Around the middle of the calendar year, we here at Astronology® like to reflect on 2019’s changes that federal and state governments may have already made, or intend to make, that impact Human Resources. As you will see in this Astronology®, topics such as immigration, marijuana policy, equal pay, and paid family leave have been in 2019’s hot seat. Let’s take a look at each.
In July 2019 the United States Department of Labor (DOL) adjusted its procedures for processing H-2B applications for labor certifications. Previously, labor certifications were processed on a “first come, first served” basis. Now, labor certifications will be processed via lottery selection. The SHRM website explains, “Visa applications will be randomly ordered for processing based on the date of filing and the start date of work requested. Employers with certified petitions will then likely enter another lottery held by U.S. Citizenship and Immigration Services (USCIS).” In addition, the Department of Homeland Security (DHS) was given permission to more than double the number of visas, from the usual 66,000 to now 135,000 through the end of fiscal year 2019. How will this change impact your organization’s recruitment and retention efforts?
As mentioned in a previous Astronology® article guest written by Portnoy, Messinger, Pearl & Associates, currently 10 states and the District of Columbia have decriminalized or legalized the use of recreational marijuana. In addition, 33 states have adopted measures to legalize medical marijuana use. A survey of over 800 human resource professionals highlighted that 41% of respondents found managing the conflict between federal and state marijuana laws is a challenge. In addition, 34% were concerned with how to maintain a drug free workplace in light of changing laws. What are some steps your human resource department can take while we wait for the dust to completely settle on this topic? Suggestions include the following:
- Review the current state regulations where your organization operates, to determine whether your current substance use policy should change.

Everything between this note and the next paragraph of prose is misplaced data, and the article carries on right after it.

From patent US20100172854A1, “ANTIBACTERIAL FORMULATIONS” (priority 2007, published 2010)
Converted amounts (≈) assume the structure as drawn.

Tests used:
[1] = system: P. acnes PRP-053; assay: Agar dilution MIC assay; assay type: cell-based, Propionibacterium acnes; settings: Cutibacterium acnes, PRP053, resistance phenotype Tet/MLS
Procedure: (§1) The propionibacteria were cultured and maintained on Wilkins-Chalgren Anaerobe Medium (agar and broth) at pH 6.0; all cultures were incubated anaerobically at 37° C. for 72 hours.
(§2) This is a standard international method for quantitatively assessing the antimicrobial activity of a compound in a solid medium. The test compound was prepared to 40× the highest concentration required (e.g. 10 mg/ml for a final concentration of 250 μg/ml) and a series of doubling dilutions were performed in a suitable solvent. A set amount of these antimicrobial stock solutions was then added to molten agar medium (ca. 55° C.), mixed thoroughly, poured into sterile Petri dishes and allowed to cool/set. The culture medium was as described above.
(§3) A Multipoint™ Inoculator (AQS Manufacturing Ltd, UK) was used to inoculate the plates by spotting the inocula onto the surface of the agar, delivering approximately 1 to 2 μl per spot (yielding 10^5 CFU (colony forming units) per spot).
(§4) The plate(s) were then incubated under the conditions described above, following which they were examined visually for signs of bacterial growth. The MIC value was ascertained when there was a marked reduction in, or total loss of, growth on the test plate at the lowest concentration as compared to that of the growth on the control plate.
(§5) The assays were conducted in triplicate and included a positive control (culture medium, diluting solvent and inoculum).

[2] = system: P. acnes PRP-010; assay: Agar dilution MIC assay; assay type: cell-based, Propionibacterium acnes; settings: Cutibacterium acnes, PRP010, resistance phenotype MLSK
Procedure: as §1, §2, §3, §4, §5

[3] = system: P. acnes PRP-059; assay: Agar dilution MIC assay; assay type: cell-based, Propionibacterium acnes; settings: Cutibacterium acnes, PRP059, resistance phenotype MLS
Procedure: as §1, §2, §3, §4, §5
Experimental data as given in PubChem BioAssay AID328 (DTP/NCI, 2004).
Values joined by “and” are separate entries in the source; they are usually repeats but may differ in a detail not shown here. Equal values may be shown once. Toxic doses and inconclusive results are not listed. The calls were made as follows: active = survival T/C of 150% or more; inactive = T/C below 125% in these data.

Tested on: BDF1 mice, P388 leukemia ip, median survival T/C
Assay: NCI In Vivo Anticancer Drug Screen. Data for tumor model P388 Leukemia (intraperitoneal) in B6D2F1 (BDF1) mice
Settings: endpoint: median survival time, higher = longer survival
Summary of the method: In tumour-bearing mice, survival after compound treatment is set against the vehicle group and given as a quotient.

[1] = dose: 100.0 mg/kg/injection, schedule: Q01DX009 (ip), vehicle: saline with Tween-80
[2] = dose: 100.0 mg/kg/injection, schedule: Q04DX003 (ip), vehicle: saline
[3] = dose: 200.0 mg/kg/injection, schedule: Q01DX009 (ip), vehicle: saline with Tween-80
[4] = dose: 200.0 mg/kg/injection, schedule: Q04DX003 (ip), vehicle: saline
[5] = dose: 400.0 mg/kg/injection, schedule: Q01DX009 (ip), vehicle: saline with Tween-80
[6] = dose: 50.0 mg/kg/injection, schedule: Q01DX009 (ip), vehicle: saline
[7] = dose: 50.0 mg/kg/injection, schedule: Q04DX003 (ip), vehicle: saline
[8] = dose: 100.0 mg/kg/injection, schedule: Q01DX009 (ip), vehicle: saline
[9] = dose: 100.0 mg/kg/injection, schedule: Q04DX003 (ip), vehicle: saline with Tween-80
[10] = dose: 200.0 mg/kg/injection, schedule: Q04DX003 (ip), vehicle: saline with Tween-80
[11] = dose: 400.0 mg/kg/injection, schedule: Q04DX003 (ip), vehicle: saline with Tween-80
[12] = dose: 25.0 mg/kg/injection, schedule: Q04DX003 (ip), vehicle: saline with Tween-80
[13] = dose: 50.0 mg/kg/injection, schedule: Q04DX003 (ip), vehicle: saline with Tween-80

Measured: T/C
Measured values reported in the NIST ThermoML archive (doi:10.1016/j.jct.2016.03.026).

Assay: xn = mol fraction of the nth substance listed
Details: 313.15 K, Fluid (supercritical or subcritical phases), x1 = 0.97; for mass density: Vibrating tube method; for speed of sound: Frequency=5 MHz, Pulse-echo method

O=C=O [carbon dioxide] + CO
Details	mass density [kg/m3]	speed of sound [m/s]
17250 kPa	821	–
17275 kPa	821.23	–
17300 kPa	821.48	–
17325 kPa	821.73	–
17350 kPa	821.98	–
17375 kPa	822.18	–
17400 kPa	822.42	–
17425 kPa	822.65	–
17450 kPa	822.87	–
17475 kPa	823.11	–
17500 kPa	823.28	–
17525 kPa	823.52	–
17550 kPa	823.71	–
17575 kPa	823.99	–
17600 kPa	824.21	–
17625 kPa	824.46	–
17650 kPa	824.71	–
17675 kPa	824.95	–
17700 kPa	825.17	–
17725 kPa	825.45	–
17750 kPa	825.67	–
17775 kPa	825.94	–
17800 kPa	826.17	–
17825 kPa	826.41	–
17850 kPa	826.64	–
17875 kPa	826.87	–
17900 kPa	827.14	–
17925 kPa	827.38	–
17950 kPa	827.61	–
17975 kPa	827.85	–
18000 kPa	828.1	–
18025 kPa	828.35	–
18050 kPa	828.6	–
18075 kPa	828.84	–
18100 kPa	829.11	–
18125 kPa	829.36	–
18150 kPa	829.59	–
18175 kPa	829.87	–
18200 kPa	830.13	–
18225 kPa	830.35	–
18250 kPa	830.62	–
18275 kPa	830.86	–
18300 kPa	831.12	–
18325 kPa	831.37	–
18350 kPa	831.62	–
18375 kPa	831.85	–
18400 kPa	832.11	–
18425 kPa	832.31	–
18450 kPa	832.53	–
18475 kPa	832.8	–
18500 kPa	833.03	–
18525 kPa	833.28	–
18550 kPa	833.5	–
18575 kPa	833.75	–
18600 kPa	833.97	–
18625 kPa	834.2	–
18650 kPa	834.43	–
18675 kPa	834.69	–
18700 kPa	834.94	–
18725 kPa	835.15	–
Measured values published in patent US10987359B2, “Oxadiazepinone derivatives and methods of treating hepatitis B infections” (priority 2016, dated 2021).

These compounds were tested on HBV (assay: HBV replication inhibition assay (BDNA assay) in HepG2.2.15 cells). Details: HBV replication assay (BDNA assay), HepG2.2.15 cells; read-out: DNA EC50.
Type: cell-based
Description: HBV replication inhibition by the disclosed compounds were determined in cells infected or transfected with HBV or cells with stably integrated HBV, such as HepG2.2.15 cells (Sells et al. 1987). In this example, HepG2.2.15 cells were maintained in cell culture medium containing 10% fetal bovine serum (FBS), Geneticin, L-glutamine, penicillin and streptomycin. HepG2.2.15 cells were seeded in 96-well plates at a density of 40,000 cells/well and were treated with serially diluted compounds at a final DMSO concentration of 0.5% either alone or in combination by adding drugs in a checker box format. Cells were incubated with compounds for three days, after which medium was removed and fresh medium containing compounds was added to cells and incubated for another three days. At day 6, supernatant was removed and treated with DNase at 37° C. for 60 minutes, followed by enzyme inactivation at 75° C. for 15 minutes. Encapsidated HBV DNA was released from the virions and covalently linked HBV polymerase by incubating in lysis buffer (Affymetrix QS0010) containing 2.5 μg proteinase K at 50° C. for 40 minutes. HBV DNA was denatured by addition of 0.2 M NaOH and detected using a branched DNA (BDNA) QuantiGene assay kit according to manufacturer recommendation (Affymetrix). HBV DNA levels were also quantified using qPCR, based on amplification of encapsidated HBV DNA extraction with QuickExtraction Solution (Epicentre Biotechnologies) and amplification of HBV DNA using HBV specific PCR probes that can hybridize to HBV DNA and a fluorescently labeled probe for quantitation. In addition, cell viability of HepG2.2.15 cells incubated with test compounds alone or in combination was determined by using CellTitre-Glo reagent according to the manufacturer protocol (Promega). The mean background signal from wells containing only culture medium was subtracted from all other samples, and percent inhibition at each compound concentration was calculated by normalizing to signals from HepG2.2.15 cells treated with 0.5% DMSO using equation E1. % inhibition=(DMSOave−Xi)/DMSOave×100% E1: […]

- Review all job descriptions that are related to safety-sensitive positions.
- Communicate to all employees and potential job applicants, through a written memorandum, the organization’s drug screening policies, as well as the consequences of the use of those substances on the job and positive test results.
- Explain the process and procedures, for employees who are deemed certified to legally use medical marijuana, to seek reasonable accommodations if necessary.
- Train all managers and supervisors on the proper procedure to handle the potential use of marijuana on the job, and how to identify signs of use during work hours.
- Educate and inform all managers and supervisors on the appropriate manner to handle “for cause drug testing.”
- Obtain approval from management and legal professionals prior to finalizing all policies.
It is important for the human resource department to clearly and explicitly state the organization’s expectations on this matter, and adjust the policies if need be.
As the march for equal pay continues on in 2019, we have seen Michigan and Wisconsin join many states and cities in passing regulations to ban job candidates from revealing salary history during the application and / or interview process. Hot off the presses to you, New York State passed similar legislation in late June. It is hoped that by banning salary history questions, employees will avoid a future with low or discriminatory pay due to their previous low paying employment. The other states currently with salary history bans include the following:
- New Jersey
- North Carolina
- Puerto Rico
Has your city or state passed salary history ban legislation yet? Have there been talks of such a law in the future? What is your organization doing at this time to prepare for this future change?
Paid Family Leave
This June, Oregon joined eight other states in passing a paid family leave law. Effective 2023, Oregon’s new law provides 12 weeks of paid time off not only to new parents and those who need time to care for sick family members, but also to victims of domestic violence, harassment, stalking, or sexual assault. In Oregon, employees are eligible for this coverage if they earned at least $1,000 in wages during the previous year. Other states with paid family leave laws include the following:
- District of Columbia
- New Jersey
- New York
- Rhode Island
States such as New Hampshire, Nebraska, and Vermont are rumored to be next in passing their own family leave laws in years to come. Will you be affected? What is your organization doing at this time to prepare for this future change?
Are there other topics or legal decisions made recently that you think will affect HR policies and practices in 2019 and beyond? Feel free to share your thoughts in the comment section below!